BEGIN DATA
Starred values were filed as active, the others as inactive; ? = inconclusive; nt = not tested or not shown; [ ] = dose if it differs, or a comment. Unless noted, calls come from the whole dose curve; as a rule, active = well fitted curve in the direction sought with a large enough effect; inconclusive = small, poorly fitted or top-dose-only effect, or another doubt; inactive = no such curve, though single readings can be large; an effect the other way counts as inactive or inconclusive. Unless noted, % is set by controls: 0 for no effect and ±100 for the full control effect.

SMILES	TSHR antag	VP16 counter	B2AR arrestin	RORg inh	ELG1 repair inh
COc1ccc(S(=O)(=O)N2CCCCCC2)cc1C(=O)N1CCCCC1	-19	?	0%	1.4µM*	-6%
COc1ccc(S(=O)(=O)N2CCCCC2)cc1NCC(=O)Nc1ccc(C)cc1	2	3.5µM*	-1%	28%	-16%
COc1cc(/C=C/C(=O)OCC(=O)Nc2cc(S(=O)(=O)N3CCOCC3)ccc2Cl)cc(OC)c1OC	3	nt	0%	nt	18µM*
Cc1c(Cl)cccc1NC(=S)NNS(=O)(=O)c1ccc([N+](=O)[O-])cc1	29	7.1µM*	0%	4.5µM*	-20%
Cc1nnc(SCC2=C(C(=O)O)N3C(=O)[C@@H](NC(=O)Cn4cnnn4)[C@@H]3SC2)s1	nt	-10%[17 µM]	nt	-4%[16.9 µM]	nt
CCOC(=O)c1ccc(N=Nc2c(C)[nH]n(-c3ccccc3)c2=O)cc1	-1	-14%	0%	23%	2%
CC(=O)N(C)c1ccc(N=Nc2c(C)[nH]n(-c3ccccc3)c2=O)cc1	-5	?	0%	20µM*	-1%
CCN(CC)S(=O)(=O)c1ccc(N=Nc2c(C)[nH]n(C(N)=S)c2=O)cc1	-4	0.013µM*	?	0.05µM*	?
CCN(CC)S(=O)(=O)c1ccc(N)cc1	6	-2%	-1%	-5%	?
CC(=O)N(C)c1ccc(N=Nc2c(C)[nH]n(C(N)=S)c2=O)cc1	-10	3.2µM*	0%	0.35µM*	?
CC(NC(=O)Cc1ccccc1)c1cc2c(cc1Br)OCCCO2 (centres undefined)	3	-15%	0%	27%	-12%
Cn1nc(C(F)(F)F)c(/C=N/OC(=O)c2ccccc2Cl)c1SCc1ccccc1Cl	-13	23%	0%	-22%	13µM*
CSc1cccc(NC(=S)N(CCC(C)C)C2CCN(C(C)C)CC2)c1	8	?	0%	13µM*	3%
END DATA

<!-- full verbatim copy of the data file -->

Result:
Starred values were filed as active, the others as inactive; ? = inconclusive; nt = not tested or not shown; [ ] = dose if it differs, or a comment. Unless noted, calls come from the whole dose curve; as a rule, active = well fitted curve in the direction sought with a large enough effect; inconclusive = small, poorly fitted or top-dose-only effect, or another doubt; inactive = no such curve, though single readings can be large; an effect the other way counts as inactive or inconclusive. Unless noted, % is set by controls: 0 for no effect and ±100 for the full control effect.

SMILES	TSHR antag	VP16 counter	B2AR arrestin	RORg inh	ELG1 repair inh
COc1ccc(S(=O)(=O)N2CCCCCC2)cc1C(=O)N1CCCCC1	-19	?	0%	1.4µM*	-6%
COc1ccc(S(=O)(=O)N2CCCCC2)cc1NCC(=O)Nc1ccc(C)cc1	2	3.5µM*	-1%	28%	-16%
COc1cc(/C=C/C(=O)OCC(=O)Nc2cc(S(=O)(=O)N3CCOCC3)ccc2Cl)cc(OC)c1OC	3	nt	0%	nt	18µM*
Cc1c(Cl)cccc1NC(=S)NNS(=O)(=O)c1ccc([N+](=O)[O-])cc1	29	7.1µM*	0%	4.5µM*	-20%
Cc1nnc(SCC2=C(C(=O)O)N3C(=O)[C@@H](NC(=O)Cn4cnnn4)[C@@H]3SC2)s1	nt	-10%[17 µM]	nt	-4%[16.9 µM]	nt
CCOC(=O)c1ccc(N=Nc2c(C)[nH]n(-c3ccccc3)c2=O)cc1	-1	-14%	0%	23%	2%
CC(=O)N(C)c1ccc(N=Nc2c(C)[nH]n(-c3ccccc3)c2=O)cc1	-5	?	0%	20µM*	-1%
CCN(CC)S(=O)(=O)c1ccc(N=Nc2c(C)[nH]n(C(N)=S)c2=O)cc1	-4	0.013µM*	?	0.05µM*	?
CCN(CC)S(=O)(=O)c1ccc(N)cc1	6	-2%	-1%	-5%	?
CC(=O)N(C)c1ccc(N=Nc2c(C)[nH]n(C(N)=S)c2=O)cc1	-10	3.2µM*	0%	0.35µM*	?
CC(NC(=O)Cc1ccccc1)c1cc2c(cc1Br)OCCCO2 (centres undefined)	3	-15%	0%	27%	-12%
Cn1nc(C(F)(F)F)c(/C=N/OC(=O)c2ccccc2Cl)c1SCc1ccccc1Cl	-13	23%	0%	-22%	13µM*
CSc1cccc(NC(=S)N(CCC(C)C)C2CCN(C(C)C)CC2)c1	8	?	0%	13µM*	3%